Since the pool was fed by an underground spring, ever once in a while the waters did naturally stir. It is easy enough to explain this as an action of a god, if you were Roman it is Asclepius, if you were a Jew, it is an angel of God.
Could the waters actually heal? There is nothing in the text to suggest they might, but there are many illnesses which are psychosomatic. In addition, it is possible that the springs gave some mineral content to the waters, which might have some health benefit. But if one believes that Asclepius is going to heal then, then perhaps healing did happen. Like the results of many modern sham-faith healers, that healing might not last since it was not a real healing.
This background also helps to explain the relevance of this miracle to John’s audience in Ephesus of the A.D. 90’s. The cult of Asclepius was popular and offered something of an alternative to the biblical idea of God as the ultimate healer. This background sets the scene for Jesus’ miracle. Who will be the one to provide healing for this man, the god or Jesus?
Who is really the giver of life?
13 thoughts on “John 5 – The Pool at Bethesda”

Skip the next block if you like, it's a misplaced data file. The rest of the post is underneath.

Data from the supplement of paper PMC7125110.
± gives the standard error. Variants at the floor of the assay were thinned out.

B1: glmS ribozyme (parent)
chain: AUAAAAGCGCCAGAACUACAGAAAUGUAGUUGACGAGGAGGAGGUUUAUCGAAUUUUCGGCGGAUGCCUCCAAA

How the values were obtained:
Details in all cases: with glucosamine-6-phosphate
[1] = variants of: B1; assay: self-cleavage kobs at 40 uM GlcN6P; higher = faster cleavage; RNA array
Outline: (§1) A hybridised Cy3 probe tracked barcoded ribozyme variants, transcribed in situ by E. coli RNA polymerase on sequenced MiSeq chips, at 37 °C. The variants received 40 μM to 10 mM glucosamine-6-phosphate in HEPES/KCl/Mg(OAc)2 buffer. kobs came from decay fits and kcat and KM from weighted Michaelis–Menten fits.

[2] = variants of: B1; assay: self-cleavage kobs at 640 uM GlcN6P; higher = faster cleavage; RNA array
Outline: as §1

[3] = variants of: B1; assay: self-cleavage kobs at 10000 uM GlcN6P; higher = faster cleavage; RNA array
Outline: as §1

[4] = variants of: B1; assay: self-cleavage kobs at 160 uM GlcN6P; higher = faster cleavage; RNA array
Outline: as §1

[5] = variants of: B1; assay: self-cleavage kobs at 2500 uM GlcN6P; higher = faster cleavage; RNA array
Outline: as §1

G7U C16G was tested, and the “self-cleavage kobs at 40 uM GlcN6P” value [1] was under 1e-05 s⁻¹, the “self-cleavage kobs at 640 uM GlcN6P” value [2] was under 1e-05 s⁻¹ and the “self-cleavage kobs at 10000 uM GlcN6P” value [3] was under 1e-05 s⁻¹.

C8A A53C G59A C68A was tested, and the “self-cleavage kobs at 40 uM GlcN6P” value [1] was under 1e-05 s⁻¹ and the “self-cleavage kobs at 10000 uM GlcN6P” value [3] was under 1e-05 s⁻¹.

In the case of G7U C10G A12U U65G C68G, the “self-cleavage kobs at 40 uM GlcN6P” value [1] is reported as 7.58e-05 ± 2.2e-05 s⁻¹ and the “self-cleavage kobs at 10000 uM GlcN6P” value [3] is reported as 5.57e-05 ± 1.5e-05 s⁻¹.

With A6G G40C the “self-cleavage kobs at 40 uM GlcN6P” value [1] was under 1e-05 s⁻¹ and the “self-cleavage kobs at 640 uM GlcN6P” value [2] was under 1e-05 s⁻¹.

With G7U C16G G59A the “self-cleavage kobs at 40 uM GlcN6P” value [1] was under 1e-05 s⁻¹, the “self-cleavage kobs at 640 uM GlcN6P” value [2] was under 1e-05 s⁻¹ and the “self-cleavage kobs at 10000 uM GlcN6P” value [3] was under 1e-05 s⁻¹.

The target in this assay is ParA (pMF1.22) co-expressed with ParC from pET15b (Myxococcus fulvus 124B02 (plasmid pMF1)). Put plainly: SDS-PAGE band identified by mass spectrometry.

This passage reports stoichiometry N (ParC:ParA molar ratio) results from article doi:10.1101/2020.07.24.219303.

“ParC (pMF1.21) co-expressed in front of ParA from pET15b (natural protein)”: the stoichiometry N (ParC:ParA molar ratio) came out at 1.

The man that was laid aside the Bethesda pools was certainly under the impression that the spring waters could heal his disability. The disabled man knew of no other way to get his walking abilities back but to get in the pool everybody so claims has healing powers. The only thing the disabled man wanted from anybody was a helping hand to get in the pool (John 5:7) However, Jesus offered him another solution that did not require the helping hand of another individual to guide him into the pool. As Kostenberger states the man expected to be healed from the pool but Jesus gave him healing through his word of mouth (Kostenberger, 95). Jesus tells the man in John 5:8, “Get up! Pick up your mat and walk” illustrating a sense of authority over the waters of the pool. Through this healing, Jesus basically undermined the supposed healing powers of the pool and left a solid impression on the disabled man. A solid statement that displayed Jesus as the only one who can give life through his word of mouth. In other words, Jesus demonstrated that there is no need to get in the water in order to be healed but to just have faith in Him.